Top 5 GW Artwork & Convertorum Interview

blogger-image-844809848 Johan Egerkrans from the Convertorum give me his top 5 favourite pieces of Games Workshop artwork and speaks about his design process.

One of the hottest blogs to read at the moment (other than mine) is the Convertorum, I caught up with its owner Johan Egerkrans to ask him a bit more about it.


A lot of the illustrations featured in the gallery section of your blog are from the late 80’s up to the mid 90’s and a lot of people getting into the hobby recently probably haven’t been exposed to the dark gothic style of artwork back then. If you had to pick out five pieces of art to introduce people which would you pick?

Choosing five favourites out of the hundreds of amazing illustrations GWs produced over the years is quite a pickle.


Number one is easy though – John Blanche´s Sisters of Battle cover from their first codex back in 1997.

That painting has got it all and completely nails the look, feel and attitude of the 40k universe. If I only had one picture to show it´d be that one – it´s perfect. Fun fact – the Sister superior on the cover is based on John´s ex wife.


The other four in no particular order:

John´s Black Templars cover from 40k 3rd edition, which pretty much sums up what Space Marines are about (or at least should be). 


Jes Goodwin´s Adeptus Mechanicus drawing (from Rogue Trader I think?) 

It really captures the Imperiums view of technology and the creepiness and religious dogma of the mechanicum.


Paul Bonner´s drawing of Ork Meks building a Gargant

(because I love his philosophical, happy go lucky, Orks of old).


Adrian Smith´s Nurgle vs Tzeentch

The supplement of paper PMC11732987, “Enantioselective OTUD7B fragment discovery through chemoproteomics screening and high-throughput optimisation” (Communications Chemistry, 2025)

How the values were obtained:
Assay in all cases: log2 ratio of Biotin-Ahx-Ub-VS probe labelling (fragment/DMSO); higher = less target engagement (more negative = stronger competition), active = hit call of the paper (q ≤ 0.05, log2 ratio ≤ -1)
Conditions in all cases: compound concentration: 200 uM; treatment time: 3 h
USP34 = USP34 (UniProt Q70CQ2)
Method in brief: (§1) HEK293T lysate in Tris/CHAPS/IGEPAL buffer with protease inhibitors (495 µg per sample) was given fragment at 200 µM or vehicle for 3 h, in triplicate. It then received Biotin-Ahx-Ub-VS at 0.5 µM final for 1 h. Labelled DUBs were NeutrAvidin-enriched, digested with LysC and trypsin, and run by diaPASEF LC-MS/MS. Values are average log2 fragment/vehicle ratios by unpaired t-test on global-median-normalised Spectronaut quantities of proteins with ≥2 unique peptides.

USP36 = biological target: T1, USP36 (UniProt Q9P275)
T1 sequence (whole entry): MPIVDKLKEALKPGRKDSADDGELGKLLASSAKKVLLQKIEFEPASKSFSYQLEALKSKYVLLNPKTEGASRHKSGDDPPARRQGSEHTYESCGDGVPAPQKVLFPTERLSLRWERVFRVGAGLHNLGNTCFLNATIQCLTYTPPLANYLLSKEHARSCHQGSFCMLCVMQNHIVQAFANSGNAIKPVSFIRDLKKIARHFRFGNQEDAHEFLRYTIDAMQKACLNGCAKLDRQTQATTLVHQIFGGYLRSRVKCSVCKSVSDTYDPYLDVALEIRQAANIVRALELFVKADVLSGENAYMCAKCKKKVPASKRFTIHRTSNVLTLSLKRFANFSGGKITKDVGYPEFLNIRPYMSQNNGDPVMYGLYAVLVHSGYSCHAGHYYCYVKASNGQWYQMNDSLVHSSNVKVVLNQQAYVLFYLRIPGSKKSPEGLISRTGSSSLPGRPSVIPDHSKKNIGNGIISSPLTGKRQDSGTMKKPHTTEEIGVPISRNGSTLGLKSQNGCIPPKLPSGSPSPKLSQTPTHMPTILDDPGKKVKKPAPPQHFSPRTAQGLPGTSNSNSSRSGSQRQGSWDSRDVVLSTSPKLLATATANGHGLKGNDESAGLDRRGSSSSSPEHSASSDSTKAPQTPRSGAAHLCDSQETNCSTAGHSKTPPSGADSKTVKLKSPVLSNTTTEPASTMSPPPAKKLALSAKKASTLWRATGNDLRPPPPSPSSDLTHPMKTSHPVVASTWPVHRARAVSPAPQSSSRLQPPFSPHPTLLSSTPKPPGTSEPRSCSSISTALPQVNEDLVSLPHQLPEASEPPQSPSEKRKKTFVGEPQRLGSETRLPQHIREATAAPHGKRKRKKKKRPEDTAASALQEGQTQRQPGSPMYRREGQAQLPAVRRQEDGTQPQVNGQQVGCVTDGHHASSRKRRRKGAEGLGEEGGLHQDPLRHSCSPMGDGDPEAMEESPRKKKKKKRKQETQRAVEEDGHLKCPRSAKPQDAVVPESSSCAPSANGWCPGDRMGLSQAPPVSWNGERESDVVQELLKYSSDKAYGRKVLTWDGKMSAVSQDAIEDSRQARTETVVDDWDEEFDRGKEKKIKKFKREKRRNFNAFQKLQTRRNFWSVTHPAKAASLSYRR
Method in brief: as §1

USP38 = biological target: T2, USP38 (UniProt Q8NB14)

(because no one captures the essence of chaos better than him)


Am I right in saying you got back into the hobby around 2013. What made you stop and what brought you back?

Not quite. I´ve been painting and modelling off and on since I was twelve back in 1990. Since 1998 when 3rd edition of 40k came out I’ve been slowly building an Ork army and used to hang out a lot at the Waaaagh forum. However in 2012 I discovered the inq 28 community and that inspired me to start up a blog of my own and change focus from Orky contraptions to the grimdark weirdness of the Imperium. All the stuff that John Blanche, PDH, Migsula, JRN and all the rest of them completely changed how I looked at modelling and painting. Through interactions with those guys on the Convertorum and the INq28 forum on the Ammobunker I soon became part of a community in a way I previously never thought possible – it was a lot more open and inclusive than the other forums I had visited. That positive energy sort of supercharged me. It made me try new techniques and my work got exponentially better in a very short time.


The parts that make up some of your conversions are very varied, how do you store it all? I bet you must have a platinum account with bitzbox.

I have a bunch of carton boxes from a office depot where I store all my sprues, plus various plastic boxes full of bits. It´s a bloody mess and takes up way too much space.